As a peninsula surrounded by salt water, St. Petersburg has a preponderance of bridges in need of constant maintenance, repair and occasionally, replacement – all of which require substantial funding.
During Thursday’s Public Services and Infrastructure meeting, the engineering and capital improvements department updated city council members on current and future bridge projects. Officials also discussed the increasing amount of money needed to ensure safety.
According to accompanying city documents, 74 of St. Petersburg’s 138 total bridges have exceeded the recommended design life. Of those, seven require “major rehabilitation or replacement.”
“In my city council district, there are five bridges that need a lot of attention or replacement,” said Councilmember Ed Montanari, committee chair. “This is also a critical infrastructure piece for our city.”
The design life for bridges built before 2004 is 50 years, while current criteria allow for a 75-year window. The Federal Highway Administration (FHA) defines a qualifying bridge as a structure erected over a depression or obstruction with an opening measured along the center of the roadway of over 20 feet.
Marshall Hampton, senior professional engineer, began the presentation. He called the design life period “a best guess.”
“Through proper maintenance and putting money in the right places at the right time, you can make sure your bridges last longer,” he added. “Typically for the state … I think it was 88 years they were getting out of their bridges that were replaced mainly for capacity issues, more so than condition.”
Hampton said the city’s structures align with that length – except for the 40th Ave NE bridge over Placido Bayou. He said that “was a different discussion.” The new bridge is under construction.
According to the documents, St. Petersburg features 72 vehicular-qualifying bridges, 10 vehicular non-qualifying and 56 pedestrian crossings. The city built 42 bridges before the 1970s, with 18 coming in the ‘60s alone. A federally mandated inspection program began in 1971.
The last time the city council received an update on the structures was in 2017, said Brejesh Prayman, engineering director, and “a lot has changed.”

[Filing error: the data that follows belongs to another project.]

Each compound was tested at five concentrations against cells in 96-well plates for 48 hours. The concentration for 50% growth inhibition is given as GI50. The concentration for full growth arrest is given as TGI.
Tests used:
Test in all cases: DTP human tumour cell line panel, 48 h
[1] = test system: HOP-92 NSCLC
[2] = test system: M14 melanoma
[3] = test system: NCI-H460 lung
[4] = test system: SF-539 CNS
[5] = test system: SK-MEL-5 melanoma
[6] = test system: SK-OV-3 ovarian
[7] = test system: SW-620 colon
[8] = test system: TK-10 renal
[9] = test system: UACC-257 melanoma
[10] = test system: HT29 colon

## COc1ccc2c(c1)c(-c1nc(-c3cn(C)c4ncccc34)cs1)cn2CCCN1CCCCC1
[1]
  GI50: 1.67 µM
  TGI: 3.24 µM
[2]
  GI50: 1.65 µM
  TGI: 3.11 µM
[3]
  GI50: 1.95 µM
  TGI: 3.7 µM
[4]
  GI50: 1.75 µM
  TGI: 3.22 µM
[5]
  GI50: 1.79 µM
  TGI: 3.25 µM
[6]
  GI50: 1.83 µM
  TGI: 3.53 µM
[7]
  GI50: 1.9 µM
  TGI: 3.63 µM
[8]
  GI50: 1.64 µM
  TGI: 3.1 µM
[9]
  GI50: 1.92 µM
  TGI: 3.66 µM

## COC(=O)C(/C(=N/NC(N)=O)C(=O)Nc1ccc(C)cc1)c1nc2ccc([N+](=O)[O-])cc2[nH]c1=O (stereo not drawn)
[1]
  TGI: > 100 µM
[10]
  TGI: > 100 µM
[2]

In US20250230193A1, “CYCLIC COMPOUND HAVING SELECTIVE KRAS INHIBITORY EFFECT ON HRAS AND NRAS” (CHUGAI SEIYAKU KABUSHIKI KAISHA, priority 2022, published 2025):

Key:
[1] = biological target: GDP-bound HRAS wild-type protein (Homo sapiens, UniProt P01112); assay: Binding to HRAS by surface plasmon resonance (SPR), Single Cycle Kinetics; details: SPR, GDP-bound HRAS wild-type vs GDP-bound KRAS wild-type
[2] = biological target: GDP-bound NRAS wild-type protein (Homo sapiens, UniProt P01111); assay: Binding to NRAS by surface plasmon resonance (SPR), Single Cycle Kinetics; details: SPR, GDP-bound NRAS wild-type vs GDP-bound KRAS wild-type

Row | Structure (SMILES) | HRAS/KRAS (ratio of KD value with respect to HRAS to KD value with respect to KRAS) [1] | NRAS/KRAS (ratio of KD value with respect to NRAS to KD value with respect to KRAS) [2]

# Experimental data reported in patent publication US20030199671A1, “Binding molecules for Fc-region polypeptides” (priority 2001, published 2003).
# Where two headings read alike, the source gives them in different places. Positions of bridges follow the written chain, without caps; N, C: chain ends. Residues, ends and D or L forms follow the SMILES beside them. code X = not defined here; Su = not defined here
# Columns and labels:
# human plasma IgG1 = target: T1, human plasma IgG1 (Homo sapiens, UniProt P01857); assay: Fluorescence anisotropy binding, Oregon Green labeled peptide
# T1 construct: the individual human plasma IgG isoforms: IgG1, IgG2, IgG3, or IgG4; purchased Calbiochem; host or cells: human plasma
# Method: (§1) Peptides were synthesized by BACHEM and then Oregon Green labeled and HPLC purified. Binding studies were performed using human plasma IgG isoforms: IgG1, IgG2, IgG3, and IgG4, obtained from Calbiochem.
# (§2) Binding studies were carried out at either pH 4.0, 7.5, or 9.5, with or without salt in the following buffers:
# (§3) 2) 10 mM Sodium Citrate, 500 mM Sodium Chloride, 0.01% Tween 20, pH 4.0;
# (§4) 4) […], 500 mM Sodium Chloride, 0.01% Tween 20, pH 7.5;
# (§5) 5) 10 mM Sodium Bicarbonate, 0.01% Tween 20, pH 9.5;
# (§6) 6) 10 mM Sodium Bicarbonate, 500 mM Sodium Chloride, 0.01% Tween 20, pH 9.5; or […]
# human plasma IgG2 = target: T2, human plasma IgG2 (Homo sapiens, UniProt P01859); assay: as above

Hampton explained that the Florida Department of Transportation conducts biannual inspections of vehicular qualifying bridges. The city follows the same schedule for the non-qualifying structures, such as those surrounding Tropicana Field.
“Something we consider pedestrian bridges – we are in the process of developing a program to get them inspected,” said Hampton.
He said officials are now taking a proactive approach to maintaining its bridges. The engineering team, added Hampton, has enough experience and confidence to know what they should prioritize and the ability to get the most out of available funding – including state and federal grants.
City documents state that 10 local bridges are “structurally deficient,” and FDOT policy requires that municipalities replace those within six years of that designation. Another slide stressed that “structurally deficient does not necessarily mean unsafe.”
The city’s bridges are flat and short in length, said Hampton, which benefits engineering efforts. However, funding remains an issue, he said, which increases the need to regularly conduct preservation measures that prevent minor repairs from becoming significant problems.
“It’s tens of thousands of dollars compared to hundreds, to a million dollars, said Hampton. “So, it’s all timely and making sure you know what your priorities are, as well as having the funding available.”
Transportation Director Evan Morey explained that money needed to maintain and replace bridges – which ultimately stems from the city’s Penny for Pinellas Round 4 funding – has significantly increased. Not only has the cost of construction materials soared in recent years, but St. Petersburg is also competing with large state projects.
Morey said his team is “really pushing the envelope” with the city council and administration to triple the allocated funding. He relayed that a 2017 analysis showed they needed $9 million annually, which has increased to $12.6 million “to keep up with the bridges that are falling out of service life.” Morey said the department typically receives $3.5 million from Penny funding.
“This is a big issue in a big city that has 82 (vehicular) bridges,” said Montanari. “It’s a big capital expense, and we are underfunding this capital expense.”
Montanari noted city officials are concluding the FY23 budget and will begin the process anew in January. He expressed his desire to discuss funding sources and options further ahead of the FY24 budget.